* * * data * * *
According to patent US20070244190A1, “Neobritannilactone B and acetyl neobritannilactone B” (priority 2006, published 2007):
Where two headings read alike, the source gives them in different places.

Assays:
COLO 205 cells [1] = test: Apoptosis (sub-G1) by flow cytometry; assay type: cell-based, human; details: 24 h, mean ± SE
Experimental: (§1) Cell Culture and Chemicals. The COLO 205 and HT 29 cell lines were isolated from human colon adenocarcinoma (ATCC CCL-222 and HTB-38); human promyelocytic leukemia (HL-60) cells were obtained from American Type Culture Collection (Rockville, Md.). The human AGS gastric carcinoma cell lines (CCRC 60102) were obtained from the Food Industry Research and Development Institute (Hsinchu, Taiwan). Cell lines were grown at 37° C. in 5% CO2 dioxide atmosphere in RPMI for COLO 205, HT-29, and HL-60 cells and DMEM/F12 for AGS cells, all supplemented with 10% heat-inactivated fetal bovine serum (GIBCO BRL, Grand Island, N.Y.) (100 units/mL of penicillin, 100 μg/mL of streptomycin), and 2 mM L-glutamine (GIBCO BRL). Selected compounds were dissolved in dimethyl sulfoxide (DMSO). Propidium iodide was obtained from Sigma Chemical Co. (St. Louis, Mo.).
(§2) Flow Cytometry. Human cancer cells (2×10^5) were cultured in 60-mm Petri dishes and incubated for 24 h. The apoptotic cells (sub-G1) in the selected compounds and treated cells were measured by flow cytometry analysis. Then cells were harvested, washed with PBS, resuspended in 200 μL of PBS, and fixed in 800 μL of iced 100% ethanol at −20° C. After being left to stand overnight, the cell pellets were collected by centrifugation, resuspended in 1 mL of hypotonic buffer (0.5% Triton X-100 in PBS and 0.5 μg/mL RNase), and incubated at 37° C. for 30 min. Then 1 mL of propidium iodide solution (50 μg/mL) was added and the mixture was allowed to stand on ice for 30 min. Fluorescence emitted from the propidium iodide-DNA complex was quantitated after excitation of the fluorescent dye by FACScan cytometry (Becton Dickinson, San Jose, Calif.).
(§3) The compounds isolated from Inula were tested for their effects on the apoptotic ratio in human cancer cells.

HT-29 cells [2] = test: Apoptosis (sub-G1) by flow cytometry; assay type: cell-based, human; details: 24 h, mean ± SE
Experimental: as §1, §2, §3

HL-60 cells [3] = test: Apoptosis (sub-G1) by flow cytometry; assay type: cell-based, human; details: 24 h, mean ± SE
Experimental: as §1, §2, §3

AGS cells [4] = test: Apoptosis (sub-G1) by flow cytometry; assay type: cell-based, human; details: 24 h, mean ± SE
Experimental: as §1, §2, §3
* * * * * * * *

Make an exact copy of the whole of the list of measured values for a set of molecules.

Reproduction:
According to patent US20070244190A1, “Neobritannilactone B and acetyl neobritannilactone B” (priority 2006, published 2007):
Where two headings read alike, the source gives them in different places.

Assays:
COLO 205 cells [1] = test: Apoptosis (sub-G1) by flow cytometry; assay type: cell-based, human; details: 24 h, mean ± SE
Experimental: (§1) Cell Culture and Chemicals. The COLO 205 and HT 29 cell lines were isolated from human colon adenocarcinoma (ATCC CCL-222 and HTB-38); human promyelocytic leukemia (HL-60) cells were obtained from American Type Culture Collection (Rockville, Md.). The human AGS gastric carcinoma cell lines (CCRC 60102) were obtained from the Food Industry Research and Development Institute (Hsinchu, Taiwan). Cell lines were grown at 37° C. in 5% CO2 dioxide atmosphere in RPMI for COLO 205, HT-29, and HL-60 cells and DMEM/F12 for AGS cells, all supplemented with 10% heat-inactivated fetal bovine serum (GIBCO BRL, Grand Island, N.Y.) (100 units/mL of penicillin, 100 μg/mL of streptomycin), and 2 mM L-glutamine (GIBCO BRL). Selected compounds were dissolved in dimethyl sulfoxide (DMSO). Propidium iodide was obtained from Sigma Chemical Co. (St. Louis, Mo.).
(§2) Flow Cytometry. Human cancer cells (2×10^5) were cultured in 60-mm Petri dishes and incubated for 24 h. The apoptotic cells (sub-G1) in the selected compounds and treated cells were measured by flow cytometry analysis. Then cells were harvested, washed with PBS, resuspended in 200 μL of PBS, and fixed in 800 μL of iced 100% ethanol at −20° C. After being left to stand overnight, the cell pellets were collected by centrifugation, resuspended in 1 mL of hypotonic buffer (0.5% Triton X-100 in PBS and 0.5 μg/mL RNase), and incubated at 37° C. for 30 min. Then 1 mL of propidium iodide solution (50 μg/mL) was added and the mixture was allowed to stand on ice for 30 min. Fluorescence emitted from the propidium iodide-DNA complex was quantitated after excitation of the fluorescent dye by FACScan cytometry (Becton Dickinson, San Jose, Calif.).
(§3) The compounds isolated from Inula were tested for their effects on the apoptotic ratio in human cancer cells.

HT-29 cells [2] = test: Apoptosis (sub-G1) by flow cytometry; assay type: cell-based, human; details: 24 h, mean ± SE
Experimental: as §1, §2, §3

HL-60 cells [3] = test: Apoptosis (sub-G1) by flow cytometry; assay type: cell-based, human; details: 24 h, mean ± SE
Experimental: as §1, §2, §3

AGS cells [4] = test: Apoptosis (sub-G1) by flow cytometry; assay type: cell-based, human; details: 24 h, mean ± SE
Experimental: as §1, §2, §3